First of all, the way that the resources are captured and stored has been changed around.  There may be some things we need to do regarding resource trading or similar (some players already have concerns about that), but we'll see what people think when they have their hands on it.  The old system was actively (though unintentionally) rewarding players for playing co-op in a "everybody goes their own way in the same world and we therefore get max resources from this" fashion.

The new system allows for people to go off and fend for themselves if they wish, but also makes it just as fruitful for them to stay together (which would seemingly be the point of co-op play, eh?).   Also the much-discussed enemy health multiplier has been reduced in multiplayer, despite our logical arguments and objections, because the perception was that you were losing out if everyone was in the same chunk fighting enemies together.  Now even the most casual of math and logic will show that it's in everyone's favor to be together, but you aren't punished for going off on your own either.

Ghost Copies Of Items In Your Inventory
Something people have wanted for a long time is the ability to take one item in your inventory (say, as stack of wood platforms) and make a copy of that so that you can have it on multiple ability bars at once.  Well, today is the lucky day that this now has been implemented!

Other Stuff!
There's a really awesome new desert music track that now plays sometimes when you're indoors or in caverns there.  A couple of new unlockables and a number of reassigned ones. 100 new rooms courtesy of BenMiff once again (if he keeps this up, half the rooms in the game are going to be his before too long!).  Also along for the ride are some miscellaneous bugfixes, intro mission improvements, and encyclopedia improvements.

More to come soon.  Enjoy!
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Re: A Valley Without Wind (Now at v1.2)
« Reply #25 on: July 11, 2012, 12:04:22 PM »
v1.2

Quote
A citybuilding model designed for citybuilding fans has been newly integrated from top to bottom into the game. Everything now takes place on the world map and NPC importance has been upgraded significantly with dispatch missions, gifts, and unique attributes based on time period. A new citybuilding strategy guide is available now for your perusal of this major addition.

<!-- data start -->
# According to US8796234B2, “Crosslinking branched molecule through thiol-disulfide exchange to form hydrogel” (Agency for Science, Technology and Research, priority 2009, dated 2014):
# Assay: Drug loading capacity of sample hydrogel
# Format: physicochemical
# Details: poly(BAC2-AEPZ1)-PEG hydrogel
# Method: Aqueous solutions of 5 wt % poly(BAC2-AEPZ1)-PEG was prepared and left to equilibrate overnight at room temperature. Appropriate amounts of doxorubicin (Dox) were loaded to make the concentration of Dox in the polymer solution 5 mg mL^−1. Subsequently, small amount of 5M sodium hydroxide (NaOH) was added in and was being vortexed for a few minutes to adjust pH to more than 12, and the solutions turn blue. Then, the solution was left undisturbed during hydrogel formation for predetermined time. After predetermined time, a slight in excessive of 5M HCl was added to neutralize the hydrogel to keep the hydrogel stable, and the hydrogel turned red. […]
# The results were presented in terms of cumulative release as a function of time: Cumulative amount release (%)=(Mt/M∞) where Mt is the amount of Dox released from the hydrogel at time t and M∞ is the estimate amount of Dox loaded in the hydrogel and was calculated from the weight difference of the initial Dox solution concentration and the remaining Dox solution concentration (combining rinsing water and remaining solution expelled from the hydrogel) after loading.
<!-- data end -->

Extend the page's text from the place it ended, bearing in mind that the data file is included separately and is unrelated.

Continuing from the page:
While there are technically no new spells this time around, the feel of the game is that it has erupted with new ones. That's thanks to spells now carrying various, randomly-assigned modifiers to make every spell crafted or discovered unique from the next -- even if it's the same type. On top of that, the crafting system has been heavily reworked in general to reward exploration and take the pressure off of having to play missions to advance the game.

The main progression system for the game has been shifted as well. Out with tiers, and in with a reworked levels system. By doing so, AVWW trades in the "New Game+" feel for a more natural progression as players advance from one continent to the next. No more two steps back to take three steps forward, as it now feels like a more a more traditional RPG progression.

Of course it just wouldn't be a true update from us without a bunch of other good stuff too. A brand new mystery, more music, a hundred new rooms, new unlockables, the addition of an incinerator, peaceful retirement for player characters, ghost copies of items, and more highlight what's packed in A Valley Without Wind 1.2. As always, practically all of these features were brought about in collaboration with the game's amazing player community (who've contributed in countless ways since the game was mere weeks into development). In short:

We realized we didn't like the citybuilding system, so we made a new one.
We realized we didn't like the crafting system, so we made a new one.
We realized we didn't like the level progression, so we made a new one.

The reaction among the player base has thus far been enormously positive; the focus and flow of the game is a lot more fun now.

The complete breakdown for the aforementioned trio, along with everything else we weren't able to mention here that makes up 1.2, can be fully devoured on the post-launch series 2 release notes section of AVWW's wiki.

A new guide on upgrading to A Valley Without Wind 1.2 from 1.0 or 1.1 has been created as well for those returning players or press looking to quickly translate their prior knowledge into the latest official version of the game.

Full devlog on the thinking on it all:  http://christophermpark.blogspot.com/2012/07/analyzing-valley-without-winds-further.html
Brian Emre Jeffears
Aspiring Designer/Programmer/Composer
In Training